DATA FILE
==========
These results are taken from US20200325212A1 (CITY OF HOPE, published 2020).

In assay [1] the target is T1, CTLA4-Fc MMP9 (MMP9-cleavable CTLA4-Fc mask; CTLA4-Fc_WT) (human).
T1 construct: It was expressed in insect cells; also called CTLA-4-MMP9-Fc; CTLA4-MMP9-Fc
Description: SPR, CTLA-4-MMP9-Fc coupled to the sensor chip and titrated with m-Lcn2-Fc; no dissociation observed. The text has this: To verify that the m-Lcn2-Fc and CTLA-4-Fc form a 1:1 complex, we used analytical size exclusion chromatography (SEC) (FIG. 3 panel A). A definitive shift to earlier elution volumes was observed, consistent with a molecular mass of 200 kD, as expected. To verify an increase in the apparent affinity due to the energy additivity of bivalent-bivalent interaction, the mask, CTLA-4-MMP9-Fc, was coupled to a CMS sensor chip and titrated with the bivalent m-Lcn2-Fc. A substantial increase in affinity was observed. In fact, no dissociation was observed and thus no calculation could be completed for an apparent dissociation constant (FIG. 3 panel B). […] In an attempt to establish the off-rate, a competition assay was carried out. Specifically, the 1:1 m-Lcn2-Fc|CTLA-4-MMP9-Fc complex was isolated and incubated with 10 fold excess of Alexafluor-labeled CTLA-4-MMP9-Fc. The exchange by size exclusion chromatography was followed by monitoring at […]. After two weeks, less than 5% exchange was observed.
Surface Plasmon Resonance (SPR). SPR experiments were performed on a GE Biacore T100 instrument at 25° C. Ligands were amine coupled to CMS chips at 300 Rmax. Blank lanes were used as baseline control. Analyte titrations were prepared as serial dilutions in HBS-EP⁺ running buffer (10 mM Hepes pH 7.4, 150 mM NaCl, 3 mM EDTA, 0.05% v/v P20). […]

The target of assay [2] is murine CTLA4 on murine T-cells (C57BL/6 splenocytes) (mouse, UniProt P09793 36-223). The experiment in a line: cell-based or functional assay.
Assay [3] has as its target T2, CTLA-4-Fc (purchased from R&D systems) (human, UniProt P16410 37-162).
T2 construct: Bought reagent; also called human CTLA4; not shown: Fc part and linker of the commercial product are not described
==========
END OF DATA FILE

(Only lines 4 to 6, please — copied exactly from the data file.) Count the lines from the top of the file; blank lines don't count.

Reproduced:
Description: SPR, CTLA-4-MMP9-Fc coupled to the sensor chip and titrated with m-Lcn2-Fc; no dissociation observed. The text has this: To verify that the m-Lcn2-Fc and CTLA-4-Fc form a 1:1 complex, we used analytical size exclusion chromatography (SEC) (FIG. 3 panel A). A definitive shift to earlier elution volumes was observed, consistent with a molecular mass of 200 kD, as expected. To verify an increase in the apparent affinity due to the energy additivity of bivalent-bivalent interaction, the mask, CTLA-4-MMP9-Fc, was coupled to a CMS sensor chip and titrated with the bivalent m-Lcn2-Fc. A substantial increase in affinity was observed. In fact, no dissociation was observed and thus no calculation could be completed for an apparent dissociation constant (FIG. 3 panel B). […] In an attempt to establish the off-rate, a competition assay was carried out. Specifically, the 1:1 m-Lcn2-Fc|CTLA-4-MMP9-Fc complex was isolated and incubated with 10 fold excess of Alexafluor-labeled CTLA-4-MMP9-Fc. The exchange by size exclusion chromatography was followed by monitoring at […]. After two weeks, less than 5% exchange was observed.
Surface Plasmon Resonance (SPR). SPR experiments were performed on a GE Biacore T100 instrument at 25° C. Ligands were amine coupled to CMS chips at 300 Rmax. Blank lanes were used as baseline control. Analyte titrations were prepared as serial dilutions in HBS-EP⁺ running buffer (10 mM Hepes pH 7.4, 150 mM NaCl, 3 mM EDTA, 0.05% v/v P20). […]

The target of assay [2] is murine CTLA4 on murine T-cells (C57BL/6 splenocytes) (mouse, UniProt P09793 36-223). The experiment in a line: cell-based or functional assay.